Nikwax (specifically the wash in type) is what you want to stay away from if your fabric has a breathable membrane. It's wax based so it clogs the pours in the membrane, leaving you to get coated in your own sweat. And it's not as durable as an actual fluoro dwr which means you'll have to reapply more frequently.
That is not really correct. Nikwash, including the wash-in type, is perfectly fine.
Some background: Most factory-applied DWR are fluorcarbon based. A number of re-proofing products (Granger, etc.) also use such fluorocarbons. In contrast Nikwax is a wax-based polymer (but not
actually wax). Both types work just fine for tech fabrics (unlike silicone or simple wax products).
Main difference is that fluorocarbons are persistent
molecules that do not degrade in nature and some have been shown to have carcinogenic properties. Most manufacturers have worked to remove the most problematic compounds (such as perfluorooctane sulfonate (PFOS) and
perfluorooctanoic acid (PFOA)) from their products and/or change to shorter polymer chains (like the C6 fluorocarbon used by Granger).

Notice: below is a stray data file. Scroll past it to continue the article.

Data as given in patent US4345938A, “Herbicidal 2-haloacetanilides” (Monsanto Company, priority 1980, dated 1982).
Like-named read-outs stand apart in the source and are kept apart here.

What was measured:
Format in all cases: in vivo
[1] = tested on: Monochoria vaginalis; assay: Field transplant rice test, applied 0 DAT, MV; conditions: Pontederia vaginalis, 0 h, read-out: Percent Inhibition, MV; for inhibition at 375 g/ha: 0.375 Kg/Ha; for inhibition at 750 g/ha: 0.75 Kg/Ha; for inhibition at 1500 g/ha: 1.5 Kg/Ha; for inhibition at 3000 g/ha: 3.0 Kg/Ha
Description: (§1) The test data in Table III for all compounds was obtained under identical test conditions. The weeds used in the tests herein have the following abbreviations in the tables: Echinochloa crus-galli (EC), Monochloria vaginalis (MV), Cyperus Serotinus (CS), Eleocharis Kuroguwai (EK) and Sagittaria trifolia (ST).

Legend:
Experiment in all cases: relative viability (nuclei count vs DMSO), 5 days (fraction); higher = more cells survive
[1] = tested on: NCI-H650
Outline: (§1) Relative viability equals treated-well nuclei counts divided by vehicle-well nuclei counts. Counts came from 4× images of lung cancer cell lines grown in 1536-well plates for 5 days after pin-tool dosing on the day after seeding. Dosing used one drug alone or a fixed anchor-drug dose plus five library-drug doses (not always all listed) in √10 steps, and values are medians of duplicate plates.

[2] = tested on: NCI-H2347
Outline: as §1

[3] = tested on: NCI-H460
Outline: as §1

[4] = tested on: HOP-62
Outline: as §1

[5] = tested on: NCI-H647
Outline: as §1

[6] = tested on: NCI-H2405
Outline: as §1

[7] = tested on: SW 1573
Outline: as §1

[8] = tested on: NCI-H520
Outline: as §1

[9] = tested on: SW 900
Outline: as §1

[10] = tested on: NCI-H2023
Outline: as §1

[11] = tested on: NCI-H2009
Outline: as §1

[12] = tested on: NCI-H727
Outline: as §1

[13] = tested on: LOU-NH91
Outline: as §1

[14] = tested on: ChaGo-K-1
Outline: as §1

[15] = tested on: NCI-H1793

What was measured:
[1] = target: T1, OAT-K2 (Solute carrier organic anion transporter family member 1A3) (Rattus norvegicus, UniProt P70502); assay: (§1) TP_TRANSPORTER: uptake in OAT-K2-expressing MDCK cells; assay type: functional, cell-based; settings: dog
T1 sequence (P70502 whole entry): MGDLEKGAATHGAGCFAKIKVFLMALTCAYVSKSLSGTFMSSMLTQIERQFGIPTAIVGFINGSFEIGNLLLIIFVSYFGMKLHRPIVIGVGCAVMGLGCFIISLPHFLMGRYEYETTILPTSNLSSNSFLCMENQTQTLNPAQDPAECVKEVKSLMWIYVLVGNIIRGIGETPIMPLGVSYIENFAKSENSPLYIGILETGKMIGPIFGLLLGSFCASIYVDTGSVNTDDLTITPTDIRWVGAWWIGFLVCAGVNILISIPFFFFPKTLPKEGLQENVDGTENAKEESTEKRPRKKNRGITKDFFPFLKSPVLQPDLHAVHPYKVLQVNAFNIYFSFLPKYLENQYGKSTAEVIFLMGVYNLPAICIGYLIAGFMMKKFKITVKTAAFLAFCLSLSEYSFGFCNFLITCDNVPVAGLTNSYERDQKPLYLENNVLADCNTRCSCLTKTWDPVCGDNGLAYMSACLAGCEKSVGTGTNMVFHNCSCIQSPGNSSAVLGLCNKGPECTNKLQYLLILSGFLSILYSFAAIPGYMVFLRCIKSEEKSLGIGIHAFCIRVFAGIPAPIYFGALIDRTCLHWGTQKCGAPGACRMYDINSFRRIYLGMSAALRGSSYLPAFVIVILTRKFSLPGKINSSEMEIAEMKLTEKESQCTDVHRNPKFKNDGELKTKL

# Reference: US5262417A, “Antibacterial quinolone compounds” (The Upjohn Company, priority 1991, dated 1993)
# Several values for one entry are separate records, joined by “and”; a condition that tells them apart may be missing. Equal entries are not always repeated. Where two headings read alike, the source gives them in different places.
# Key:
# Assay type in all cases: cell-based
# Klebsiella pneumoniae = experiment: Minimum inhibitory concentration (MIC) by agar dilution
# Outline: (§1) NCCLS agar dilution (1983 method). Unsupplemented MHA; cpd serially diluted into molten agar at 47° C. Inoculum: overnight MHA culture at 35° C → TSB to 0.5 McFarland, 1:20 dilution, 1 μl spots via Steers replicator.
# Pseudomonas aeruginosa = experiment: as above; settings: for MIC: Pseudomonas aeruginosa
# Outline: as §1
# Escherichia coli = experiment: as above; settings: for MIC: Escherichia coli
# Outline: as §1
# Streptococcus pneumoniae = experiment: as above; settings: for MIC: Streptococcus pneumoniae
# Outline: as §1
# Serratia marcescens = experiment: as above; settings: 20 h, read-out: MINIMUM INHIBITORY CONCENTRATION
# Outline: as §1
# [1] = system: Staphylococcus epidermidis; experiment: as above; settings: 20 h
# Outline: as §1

The basic Nikwax polymer does not have the persistence issue or health concerns. It also does not require tumble drying to bond to the fabric. However, it has been reported to be less durable.
Both fluoro based and Nikwash can be applied as spray-on or wash-in and neither will 'clog the pours' [sic] or affect breathability. The wash-in is slightly more convenient, but there are reports (anecdotal - I have not seen any proper studies) that it does not perform as well as the spray-on, especially for Nikwax. I also prefer the spray-on, because it lets you target specific areas of the garment (e.g., shoulders if using backpack).